Introduction to Computers: Networks and the Internet

Computer Networks

A computer network, or simply a network, is a collection of computers and other hardware interconnected (wired or wirelessly) that allows sharing of resources and information.  Traditionally, networks were only used in businesses, but home networks are becoming very commonplace to share resource such as disk space, printers, Internet connections and access to software.

“In 2010, 8 out of 10 Canadian households (79%) had access to the Internet. Over one-half of connected households used more than one type of device to go online.”  (Canadian Internet Use Survey – Statistics Canada – May 2011).

There is a proliferation of networked devices; almost every new electronic gadget includes networking capabilities, allowing for integration of devices within the home (printers, televisions, stereos, video gaming) and online services – such as the immensely popular Netflix.

A router connects all the computers (and devices) on a local area network (LAN) together and shares a single Internet connection between the devices. The router assigns each device on the network with a unique identifier called an IP address.  The addresses usually are in the range of 192.168.x.x where x means any number between 0 and 255.  File and print sharing must be enabled on the computer that will share its resources with other devices on the network.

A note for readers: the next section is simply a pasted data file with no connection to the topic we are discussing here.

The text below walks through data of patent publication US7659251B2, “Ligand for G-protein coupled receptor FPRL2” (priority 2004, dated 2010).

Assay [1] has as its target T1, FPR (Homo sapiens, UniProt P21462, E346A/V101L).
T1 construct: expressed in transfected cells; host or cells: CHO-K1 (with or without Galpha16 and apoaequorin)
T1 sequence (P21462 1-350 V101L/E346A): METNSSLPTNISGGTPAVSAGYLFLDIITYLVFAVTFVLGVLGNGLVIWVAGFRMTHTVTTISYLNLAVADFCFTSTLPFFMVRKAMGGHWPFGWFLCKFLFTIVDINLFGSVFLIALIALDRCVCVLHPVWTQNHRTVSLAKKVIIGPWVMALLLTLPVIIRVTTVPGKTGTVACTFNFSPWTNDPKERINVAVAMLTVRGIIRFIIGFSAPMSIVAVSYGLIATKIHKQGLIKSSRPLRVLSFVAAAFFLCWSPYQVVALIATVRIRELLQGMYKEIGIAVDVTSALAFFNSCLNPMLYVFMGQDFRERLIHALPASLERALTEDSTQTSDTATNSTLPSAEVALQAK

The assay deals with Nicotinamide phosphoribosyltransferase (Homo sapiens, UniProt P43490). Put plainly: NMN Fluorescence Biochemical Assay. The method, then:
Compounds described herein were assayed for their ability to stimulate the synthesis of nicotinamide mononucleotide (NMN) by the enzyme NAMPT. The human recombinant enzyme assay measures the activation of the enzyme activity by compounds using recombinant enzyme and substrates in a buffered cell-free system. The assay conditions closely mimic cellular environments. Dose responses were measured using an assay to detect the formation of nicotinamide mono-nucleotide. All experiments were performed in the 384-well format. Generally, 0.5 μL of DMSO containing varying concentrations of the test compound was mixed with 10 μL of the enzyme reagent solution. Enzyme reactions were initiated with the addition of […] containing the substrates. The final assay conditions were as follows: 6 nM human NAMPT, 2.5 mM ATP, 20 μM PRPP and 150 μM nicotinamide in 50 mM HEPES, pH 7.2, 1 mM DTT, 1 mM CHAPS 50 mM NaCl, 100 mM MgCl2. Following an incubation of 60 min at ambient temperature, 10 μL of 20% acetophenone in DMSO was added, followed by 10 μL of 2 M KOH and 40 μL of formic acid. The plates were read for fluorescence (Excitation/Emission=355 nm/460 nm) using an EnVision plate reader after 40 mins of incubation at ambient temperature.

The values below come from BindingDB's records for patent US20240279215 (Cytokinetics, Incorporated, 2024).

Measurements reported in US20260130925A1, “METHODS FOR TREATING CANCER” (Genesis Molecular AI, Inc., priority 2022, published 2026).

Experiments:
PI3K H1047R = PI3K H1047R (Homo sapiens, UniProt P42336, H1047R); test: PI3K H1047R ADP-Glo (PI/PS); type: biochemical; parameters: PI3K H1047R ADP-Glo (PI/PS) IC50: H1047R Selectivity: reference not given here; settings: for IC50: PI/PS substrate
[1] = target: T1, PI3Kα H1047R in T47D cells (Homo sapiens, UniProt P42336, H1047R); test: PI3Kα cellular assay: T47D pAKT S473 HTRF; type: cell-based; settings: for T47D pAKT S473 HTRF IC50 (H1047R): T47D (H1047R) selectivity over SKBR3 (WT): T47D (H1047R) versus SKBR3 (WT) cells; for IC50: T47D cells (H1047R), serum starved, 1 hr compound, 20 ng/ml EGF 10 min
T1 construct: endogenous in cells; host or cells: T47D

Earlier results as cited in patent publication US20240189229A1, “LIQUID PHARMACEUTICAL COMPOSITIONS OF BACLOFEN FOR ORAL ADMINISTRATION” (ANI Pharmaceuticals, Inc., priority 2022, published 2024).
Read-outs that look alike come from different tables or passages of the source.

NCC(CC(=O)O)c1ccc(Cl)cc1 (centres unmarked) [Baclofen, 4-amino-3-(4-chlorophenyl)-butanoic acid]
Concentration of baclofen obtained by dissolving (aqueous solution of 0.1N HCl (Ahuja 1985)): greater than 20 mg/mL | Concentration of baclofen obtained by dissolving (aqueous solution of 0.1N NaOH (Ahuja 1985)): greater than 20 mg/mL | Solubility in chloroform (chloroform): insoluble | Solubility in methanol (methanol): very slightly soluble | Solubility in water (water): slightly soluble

Wireless local area network (WLAN or Wi-Fi devices) such as a personal computer, video-game console, smartphone, tablet, or digital audio player, can connect to a network resource such as the Internet via a wireless network access point. Such an access point (or hotspot) has a range of about 20 meters (65 feet) indoors and a greater range outdoors. Wi-Fi can be less secure than wired connections (such as Ethernet) because an intruder does not need a physical connection. Because of this, Wi-Fi has adopted password-based access. The early security standard WEP, proved somewhat insecure. Higher quality protocols (WPA, WPA2) were added later.

Networks can also be open to remote secure access through a virtual private network. A VPN allows a computer to connect to a computer or network through the Internet and is often used by businesses to grant safe remote access to employees.

File Transfer Protocol (FTP) allows users to transfer files and documents from one computer to another (or to/from a website server to a computer). There are a few different software programs that will make this process quite simple including the popular Open Source application FileZilla. If you are designing a website you may need to use ftp to update your website.